William_MacAskill comments on Intuition Jousting: What It Is And Why It Should Stop - Effective Altruism Forum

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Comment author: RobBensinger 30 March 2017 09:47:22PM *  14 points [-]

To some, it’s just obvious that future lives have value and the highest priority is fighting existential threats to humanity (‘X-risks’).

I realize this is just an example, but I want to mention as a side-note that I find it weird what a common framing this is. AFAIK almost everyone working on existential risk think it's a serious concern in our lifetimes, not specifically a "far future" issue or one that turns on whether it's good to create new people.

As an example of what I have in mind, I don't understand why the GCR-focused EA Fund is framed as a "long-term future" fund (unless I'm misunderstanding the kinds of GCR interventions it's planning to focus on), or why philosophical stances like the person-affecting view and presentism are foregrounded. The natural things I'd expect to be foregrounded are factual questions about the probability and magnitude over the coming decades of the specific GCRs EAs are most worried about.

Comment author: William_MacAskill 30 March 2017 11:34:06PM *  9 points [-]

Agree that GCRs are a within-our-lifetime problem. But in my view mitigating GCRs is unlikely to be the optimal donation target if you are only considering the impact on beings alive today. Do you know of any sources that make the opposite case?

And it's framed as long-run future because we think that there are potentially lots of things that could have a huge positive on the value of the long-run future which aren't GCRs - like humanity having the right values, for example.

Comment author: Robert_Wiblin 31 March 2017 12:04:07AM *  14 points [-]

Someone taking a hard 'inside view' about AI risk could reasonably view it as better than AMF for people alive now, or during the rest of their lives. I'm thinking something like:

1 in 10 risk of AI killing everyone within the next 50 years. Spending an extra $1 billion on safety research could reduce the size of this risk by 1%.

$1 billion / (0.1 risk * reduced by 1% * 8 billion lives) = $125 per life saved. Compares with $3,000-7,000+ for AMF.

This is before considering any upside from improved length or quality of life for the present generation as a result of a value-aligned AI.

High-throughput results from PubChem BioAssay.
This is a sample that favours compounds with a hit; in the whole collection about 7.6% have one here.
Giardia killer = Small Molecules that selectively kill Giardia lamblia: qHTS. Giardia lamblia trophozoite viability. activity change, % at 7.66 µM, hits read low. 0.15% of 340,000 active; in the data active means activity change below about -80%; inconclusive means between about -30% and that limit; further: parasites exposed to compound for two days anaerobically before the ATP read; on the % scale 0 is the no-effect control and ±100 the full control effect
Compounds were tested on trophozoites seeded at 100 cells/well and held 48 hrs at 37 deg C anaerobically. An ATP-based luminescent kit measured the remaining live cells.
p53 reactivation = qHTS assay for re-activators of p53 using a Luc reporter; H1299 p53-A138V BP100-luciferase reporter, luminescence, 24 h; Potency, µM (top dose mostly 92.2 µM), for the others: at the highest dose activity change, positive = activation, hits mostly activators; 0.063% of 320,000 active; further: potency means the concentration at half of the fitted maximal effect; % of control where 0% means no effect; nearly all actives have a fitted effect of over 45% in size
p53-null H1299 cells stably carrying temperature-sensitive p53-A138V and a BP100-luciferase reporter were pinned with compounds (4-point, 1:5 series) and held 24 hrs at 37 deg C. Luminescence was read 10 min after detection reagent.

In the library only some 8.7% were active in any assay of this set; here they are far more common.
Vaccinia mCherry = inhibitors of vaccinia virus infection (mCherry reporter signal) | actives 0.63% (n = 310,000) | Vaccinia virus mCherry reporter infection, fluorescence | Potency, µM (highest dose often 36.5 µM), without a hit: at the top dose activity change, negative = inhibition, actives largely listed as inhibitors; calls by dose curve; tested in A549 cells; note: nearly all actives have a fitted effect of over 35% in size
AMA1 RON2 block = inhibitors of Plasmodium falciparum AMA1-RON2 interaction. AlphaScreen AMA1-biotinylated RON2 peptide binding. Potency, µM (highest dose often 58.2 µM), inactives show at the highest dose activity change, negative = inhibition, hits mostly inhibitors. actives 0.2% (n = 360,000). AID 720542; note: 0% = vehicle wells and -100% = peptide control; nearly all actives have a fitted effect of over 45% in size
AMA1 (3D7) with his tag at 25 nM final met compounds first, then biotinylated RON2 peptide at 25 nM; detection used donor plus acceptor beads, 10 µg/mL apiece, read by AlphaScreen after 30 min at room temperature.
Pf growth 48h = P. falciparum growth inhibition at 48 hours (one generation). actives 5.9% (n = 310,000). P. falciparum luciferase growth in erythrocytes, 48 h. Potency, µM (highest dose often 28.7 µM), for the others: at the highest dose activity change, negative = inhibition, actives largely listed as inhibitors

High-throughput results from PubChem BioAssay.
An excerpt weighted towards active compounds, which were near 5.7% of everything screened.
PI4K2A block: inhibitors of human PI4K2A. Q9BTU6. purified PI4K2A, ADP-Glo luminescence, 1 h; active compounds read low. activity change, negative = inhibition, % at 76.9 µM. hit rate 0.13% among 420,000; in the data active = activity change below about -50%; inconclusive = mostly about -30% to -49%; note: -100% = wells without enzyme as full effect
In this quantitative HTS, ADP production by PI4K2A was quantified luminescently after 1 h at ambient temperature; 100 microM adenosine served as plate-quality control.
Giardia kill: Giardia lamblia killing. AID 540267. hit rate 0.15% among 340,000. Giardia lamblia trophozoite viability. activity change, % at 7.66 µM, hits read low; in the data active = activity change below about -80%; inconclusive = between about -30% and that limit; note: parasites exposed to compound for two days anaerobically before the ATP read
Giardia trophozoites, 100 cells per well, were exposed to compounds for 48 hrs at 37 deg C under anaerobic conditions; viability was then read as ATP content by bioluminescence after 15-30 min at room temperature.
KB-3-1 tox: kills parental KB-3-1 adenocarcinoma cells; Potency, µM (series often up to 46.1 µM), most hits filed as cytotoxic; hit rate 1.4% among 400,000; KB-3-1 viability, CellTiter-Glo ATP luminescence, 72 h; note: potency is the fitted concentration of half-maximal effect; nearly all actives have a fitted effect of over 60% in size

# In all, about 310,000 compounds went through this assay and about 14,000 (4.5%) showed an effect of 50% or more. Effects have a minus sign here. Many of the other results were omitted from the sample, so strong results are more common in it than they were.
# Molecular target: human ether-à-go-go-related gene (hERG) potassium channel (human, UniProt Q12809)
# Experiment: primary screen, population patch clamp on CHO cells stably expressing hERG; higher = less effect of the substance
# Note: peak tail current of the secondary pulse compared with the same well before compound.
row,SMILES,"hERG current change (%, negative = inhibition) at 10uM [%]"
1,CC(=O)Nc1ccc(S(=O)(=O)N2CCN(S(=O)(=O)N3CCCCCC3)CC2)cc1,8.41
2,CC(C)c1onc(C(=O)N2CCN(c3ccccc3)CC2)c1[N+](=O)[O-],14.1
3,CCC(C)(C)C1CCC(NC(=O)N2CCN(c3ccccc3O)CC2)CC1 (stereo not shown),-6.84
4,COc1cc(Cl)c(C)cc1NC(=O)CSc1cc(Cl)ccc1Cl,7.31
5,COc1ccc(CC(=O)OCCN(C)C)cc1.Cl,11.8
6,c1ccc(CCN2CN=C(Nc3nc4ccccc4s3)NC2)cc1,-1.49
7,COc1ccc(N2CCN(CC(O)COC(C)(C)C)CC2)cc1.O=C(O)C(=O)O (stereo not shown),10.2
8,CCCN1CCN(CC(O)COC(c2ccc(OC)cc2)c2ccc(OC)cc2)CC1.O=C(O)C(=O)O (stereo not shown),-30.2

I'm probably not quite as optimistic as this, but I still prefer AI as a cause over poverty reduction, for the purposes of helping the present generation (and those remaining to be born during my lifetime).

Comment author: William_MacAskill 31 March 2017 05:13:07PM 1 point [-]

That's reasonable, though if the aim is just "benefits over the next 50 years" I think that campaigns against factory farming seem like the stronger comparison:

"We’ve estimated that corporate campaigns can spare over 200 hens from cage confinement for each dollar spent. If we roughly imagine that each hen gains two years of 25%-improved life, this is equivalent to one hen-life-year for every $0.01 spent." "One could, of course, value chickens while valuing humans more. If one values humans 10-100x as much, this still implies that corporate campaigns are a far better use of funds (100-1,000x) [So $30-ish per equivalent life saved]." http://www.openphilanthropy.org/blog/worldview-diversification

And to clarify my first comment, "unlikely to be optimal" = I think it's a contender, but the base rate for "X is an optimal intervention" is really low.

Comment author: Carl_Shulman 31 March 2017 07:23:54PM *  15 points [-]

"if you are only considering the impact on beings alive today...factory farming"

The interventions you are discussing don't help any beings alive at the time, but only affect the conditions (or existence) of future ones. In particular cage-free campaigns, and campaigns for slower growth-genetics and lower crowding among chickens raised for meat are all about changing the conditions into which future chickens will be born, and don't involve moving any particular chickens from the old to new systems.

I.e. the case for those interventions already involves rejecting a strong presentist view.

"That's reasonable, though if the aim is just "benefits over the next 50 years" I think that campaigns against factory farming seem like the stronger comparison:"

Suppose there's an intelligence explosion in 30 years (not wildly unlikely in expert surveys), and expansion of population by 3-12 orders of magnitude over the next 10 years (with AI life of various kinds outnumbering both human and non-human animals today, with vastly more total computation). Then almost all the well-being of the next 50 years lies in that period.

Also in that scenario existing beings could enjoy accelerated subjective speed of thought and greatly enhanced well-being, so most of the QALY-equivalents for long-lived existing beings could lie there.

Comment author: William_MacAskill 04 April 2017 06:55:55PM 6 points [-]

Mea culpa that I switched from "impact on beings alive today" to "benefits over the next 50 years" without noticing.

Comment author: MichaelPlant 03 April 2017 10:22:03AM 2 points [-]

Agree with the above, but wanted to ask: what do you mean by a 'strong presentist' view? I've not heard/seen the term and am unsure what it is contrasted with.

Is 'weak presentism' that you give some weight to non-presently existing people, 'strong presentism' that you give none?

Comment author: Carl_Shulman 05 April 2017 05:12:07PM 1 point [-]

"Is 'weak presentism' that you give some weight to non-presently existing people, 'strong presentism' that you give none?"

In my comment, yes.

Comment author: BenHoffman 02 April 2017 07:39:19PM *  2 points [-]

Why does this confusion persist among long-time EA thought leaders after many years of hashing out the relevant very simple principles? "Beings currently alive" is a judgment about which changes are good in principle, "benefits the next 50 years" is an entirely different pragmatic scope limitation, and people keep bringing up the first in defense of things that can only really be justified by the second.